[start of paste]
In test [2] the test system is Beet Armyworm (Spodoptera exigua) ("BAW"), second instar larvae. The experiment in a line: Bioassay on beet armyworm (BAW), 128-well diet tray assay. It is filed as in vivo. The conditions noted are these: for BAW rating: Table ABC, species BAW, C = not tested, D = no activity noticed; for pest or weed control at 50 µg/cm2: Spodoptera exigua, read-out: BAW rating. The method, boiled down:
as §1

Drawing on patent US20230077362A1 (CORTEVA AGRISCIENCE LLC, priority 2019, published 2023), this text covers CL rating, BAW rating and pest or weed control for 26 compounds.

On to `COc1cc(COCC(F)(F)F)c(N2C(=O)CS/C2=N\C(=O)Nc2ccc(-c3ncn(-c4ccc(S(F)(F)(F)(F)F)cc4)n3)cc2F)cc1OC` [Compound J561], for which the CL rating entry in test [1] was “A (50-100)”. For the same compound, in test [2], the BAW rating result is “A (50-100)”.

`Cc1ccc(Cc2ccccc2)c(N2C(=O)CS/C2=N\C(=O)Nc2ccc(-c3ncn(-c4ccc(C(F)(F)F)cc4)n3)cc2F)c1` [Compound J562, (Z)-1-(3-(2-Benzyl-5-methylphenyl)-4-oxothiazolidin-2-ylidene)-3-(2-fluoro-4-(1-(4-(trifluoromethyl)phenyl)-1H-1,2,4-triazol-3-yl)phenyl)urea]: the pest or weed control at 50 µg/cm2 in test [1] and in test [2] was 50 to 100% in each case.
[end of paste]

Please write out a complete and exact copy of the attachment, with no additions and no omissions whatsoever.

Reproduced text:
In test [2] the test system is Beet Armyworm (Spodoptera exigua) ("BAW"), second instar larvae. The experiment in a line: Bioassay on beet armyworm (BAW), 128-well diet tray assay. It is filed as in vivo. The conditions noted are these: for BAW rating: Table ABC, species BAW, C = not tested, D = no activity noticed; for pest or weed control at 50 µg/cm2: Spodoptera exigua, read-out: BAW rating. The method, boiled down:
as §1

Drawing on patent US20230077362A1 (CORTEVA AGRISCIENCE LLC, priority 2019, published 2023), this text covers CL rating, BAW rating and pest or weed control for 26 compounds.

On to `COc1cc(COCC(F)(F)F)c(N2C(=O)CS/C2=N\C(=O)Nc2ccc(-c3ncn(-c4ccc(S(F)(F)(F)(F)F)cc4)n3)cc2F)cc1OC` [Compound J561], for which the CL rating entry in test [1] was “A (50-100)”. For the same compound, in test [2], the BAW rating result is “A (50-100)”.

`Cc1ccc(Cc2ccccc2)c(N2C(=O)CS/C2=N\C(=O)Nc2ccc(-c3ncn(-c4ccc(C(F)(F)F)cc4)n3)cc2F)c1` [Compound J562, (Z)-1-(3-(2-Benzyl-5-methylphenyl)-4-oxothiazolidin-2-ylidene)-3-(2-fluoro-4-(1-(4-(trifluoromethyl)phenyl)-1H-1,2,4-triazol-3-yl)phenyl)urea]: the pest or weed control at 50 µg/cm2 in test [1] and in test [2] was 50 to 100% in each case.